3. You are a target-oriented project manager, working in the sustainability field. While setting sustainability performance targets can be difficult, what are the best ways to be successful?
For measuring the impact on the environment, we can benefit from the work done by leading organization supporting companies and industry sector to design their strategy to achieve science-based targets. Meaning preventing climate change by limiting global warming to well-below 2°C.
For tackling social issues, the United Nation Sustainable Development Goals are providing targets and indicators to leave no one behind. We have all the tools to design potential pathways towards a more sustainable economy. Building sustainable scenarios is a good approach to start. It gives the opportunity to people and organizations to explore alternative futures by integrating concrete targets in their strategy. Especially, when exploring these scenarios help to identify with which group of stakeholders a company must engage in order to achieve its targets.
4. How can companies encourage their employees and business partners to show more genuine commitment to CSR?
By showing positive impact. If a company is committed, it should always seek innovative strategy and tactics to foster impactful change. But translating those strategies into actions require the collaboration of employees and business partners.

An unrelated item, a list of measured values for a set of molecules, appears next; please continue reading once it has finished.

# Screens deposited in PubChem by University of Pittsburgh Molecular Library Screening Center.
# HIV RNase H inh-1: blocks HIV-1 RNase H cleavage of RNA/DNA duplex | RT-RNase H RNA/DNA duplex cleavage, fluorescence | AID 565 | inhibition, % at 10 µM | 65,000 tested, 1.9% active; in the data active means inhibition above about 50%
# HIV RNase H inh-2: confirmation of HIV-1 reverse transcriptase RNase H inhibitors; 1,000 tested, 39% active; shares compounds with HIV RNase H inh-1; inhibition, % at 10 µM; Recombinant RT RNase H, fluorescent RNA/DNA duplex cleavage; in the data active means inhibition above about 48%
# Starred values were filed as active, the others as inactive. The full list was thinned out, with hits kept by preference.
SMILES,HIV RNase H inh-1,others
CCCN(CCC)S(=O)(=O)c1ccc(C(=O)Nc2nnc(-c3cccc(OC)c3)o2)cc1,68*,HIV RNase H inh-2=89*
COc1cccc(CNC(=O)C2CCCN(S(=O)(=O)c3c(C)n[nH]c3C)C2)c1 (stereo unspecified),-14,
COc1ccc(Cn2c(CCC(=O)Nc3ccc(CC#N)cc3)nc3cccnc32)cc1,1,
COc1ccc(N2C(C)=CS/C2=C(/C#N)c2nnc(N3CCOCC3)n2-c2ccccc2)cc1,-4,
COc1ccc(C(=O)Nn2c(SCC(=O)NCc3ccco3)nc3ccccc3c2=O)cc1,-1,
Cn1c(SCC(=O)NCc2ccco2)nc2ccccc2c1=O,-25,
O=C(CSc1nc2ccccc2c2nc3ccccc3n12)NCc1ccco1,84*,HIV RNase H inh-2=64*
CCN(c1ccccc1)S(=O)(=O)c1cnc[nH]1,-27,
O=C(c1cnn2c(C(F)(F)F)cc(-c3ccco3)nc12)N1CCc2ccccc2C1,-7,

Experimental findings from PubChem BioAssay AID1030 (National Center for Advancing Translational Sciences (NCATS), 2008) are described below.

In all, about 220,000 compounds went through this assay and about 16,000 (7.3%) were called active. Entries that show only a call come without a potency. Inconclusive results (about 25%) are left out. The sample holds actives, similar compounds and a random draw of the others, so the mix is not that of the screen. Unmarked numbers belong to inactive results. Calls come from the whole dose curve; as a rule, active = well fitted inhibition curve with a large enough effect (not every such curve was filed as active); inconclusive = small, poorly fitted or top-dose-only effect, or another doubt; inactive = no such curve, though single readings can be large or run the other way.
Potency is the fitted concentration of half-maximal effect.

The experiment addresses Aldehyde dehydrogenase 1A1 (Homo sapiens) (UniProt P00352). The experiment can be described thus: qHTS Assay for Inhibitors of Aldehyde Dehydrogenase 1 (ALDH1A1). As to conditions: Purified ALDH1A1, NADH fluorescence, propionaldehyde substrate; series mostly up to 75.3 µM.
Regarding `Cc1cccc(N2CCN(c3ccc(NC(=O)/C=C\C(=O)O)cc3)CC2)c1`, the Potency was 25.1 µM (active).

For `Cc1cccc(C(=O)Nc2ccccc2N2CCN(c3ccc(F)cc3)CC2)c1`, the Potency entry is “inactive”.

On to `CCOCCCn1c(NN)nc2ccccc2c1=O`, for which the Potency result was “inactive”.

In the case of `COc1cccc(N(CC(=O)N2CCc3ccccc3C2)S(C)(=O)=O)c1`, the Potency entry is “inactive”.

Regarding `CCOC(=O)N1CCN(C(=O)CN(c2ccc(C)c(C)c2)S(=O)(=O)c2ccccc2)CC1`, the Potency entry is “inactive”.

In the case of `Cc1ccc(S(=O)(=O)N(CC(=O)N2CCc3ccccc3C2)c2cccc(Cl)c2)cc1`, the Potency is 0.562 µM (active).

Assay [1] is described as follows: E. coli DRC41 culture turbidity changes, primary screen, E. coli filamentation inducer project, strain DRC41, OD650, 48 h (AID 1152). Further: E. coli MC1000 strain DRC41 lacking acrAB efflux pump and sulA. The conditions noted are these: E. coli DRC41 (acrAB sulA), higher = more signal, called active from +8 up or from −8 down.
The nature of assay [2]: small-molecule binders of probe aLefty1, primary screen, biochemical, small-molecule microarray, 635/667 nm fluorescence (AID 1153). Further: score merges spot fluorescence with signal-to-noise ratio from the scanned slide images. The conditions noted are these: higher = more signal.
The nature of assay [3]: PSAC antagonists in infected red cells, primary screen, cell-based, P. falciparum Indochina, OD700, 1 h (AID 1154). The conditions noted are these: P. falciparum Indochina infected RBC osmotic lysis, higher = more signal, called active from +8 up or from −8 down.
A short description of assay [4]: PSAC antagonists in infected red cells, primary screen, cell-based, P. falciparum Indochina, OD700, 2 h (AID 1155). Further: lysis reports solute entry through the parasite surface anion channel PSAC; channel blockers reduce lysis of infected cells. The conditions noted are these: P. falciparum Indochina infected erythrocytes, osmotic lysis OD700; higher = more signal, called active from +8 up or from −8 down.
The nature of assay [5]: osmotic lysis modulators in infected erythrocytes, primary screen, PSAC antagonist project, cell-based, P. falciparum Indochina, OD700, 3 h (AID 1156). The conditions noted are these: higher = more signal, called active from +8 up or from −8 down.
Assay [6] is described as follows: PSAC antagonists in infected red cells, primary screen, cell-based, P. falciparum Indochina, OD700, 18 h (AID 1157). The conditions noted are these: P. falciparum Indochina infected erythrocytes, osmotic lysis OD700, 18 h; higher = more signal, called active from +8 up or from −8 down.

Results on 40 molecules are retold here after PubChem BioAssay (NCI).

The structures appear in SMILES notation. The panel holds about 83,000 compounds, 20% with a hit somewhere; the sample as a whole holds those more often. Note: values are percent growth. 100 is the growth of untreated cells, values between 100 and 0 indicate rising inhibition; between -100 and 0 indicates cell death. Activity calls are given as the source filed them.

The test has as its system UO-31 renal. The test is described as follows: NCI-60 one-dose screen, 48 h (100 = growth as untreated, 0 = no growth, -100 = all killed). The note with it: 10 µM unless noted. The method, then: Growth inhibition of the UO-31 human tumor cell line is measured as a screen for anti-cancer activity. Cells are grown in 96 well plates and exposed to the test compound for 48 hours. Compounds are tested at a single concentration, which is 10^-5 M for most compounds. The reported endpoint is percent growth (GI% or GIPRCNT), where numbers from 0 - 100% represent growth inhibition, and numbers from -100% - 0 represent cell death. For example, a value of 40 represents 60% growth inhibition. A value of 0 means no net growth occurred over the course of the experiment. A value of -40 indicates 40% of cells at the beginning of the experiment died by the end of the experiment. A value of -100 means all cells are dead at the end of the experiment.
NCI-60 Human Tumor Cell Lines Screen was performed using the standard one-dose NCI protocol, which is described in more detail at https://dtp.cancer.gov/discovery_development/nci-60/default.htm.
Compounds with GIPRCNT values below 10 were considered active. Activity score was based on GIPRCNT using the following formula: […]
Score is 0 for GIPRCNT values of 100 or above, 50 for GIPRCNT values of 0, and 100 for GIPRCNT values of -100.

Engaging employees helps companies to create shared commitments. While regarding other stakeholders, implementing sustainable business models requires building partnership only with those partners who can contribute to strategy.
5. In what ways does sustainability mean new growth and job opportunities in Europe?
The debate around the impact on job creation of a transition towards a low carbon society started in Europe already across the years 2000’ with the transformation of the European energy sector. Since the Kyoto Protocol of 1997, there has been an increasing quantification of the employment effects of these policies. The launch of the European Green Deal with its ambitious targets and roadmap for Europe towards 2050 has been particularly supported by the potential number of jobs creation. Not just for the direct impact on a country or region, but for the spillover effect amplified by an increasingly globalized world.
The estimation around the industrial transformation of the next 20-25 years turns around the capacity of the Union to develop new technology and upskill or reskill the workforce. The economic transformation towards low carbon society that we are experiencing at a faster pace has an impact not only on the creation of jobs, but also on the development of a globally competitive industry based on technology shift and not labor costs. But as described also in a study of the European Commission on the “Paths towards a sustainable industry in 2035”, the development of “Green Industries” can create a large number of green jobs but also job loss and shift in those sectors, particularly carbon intensive.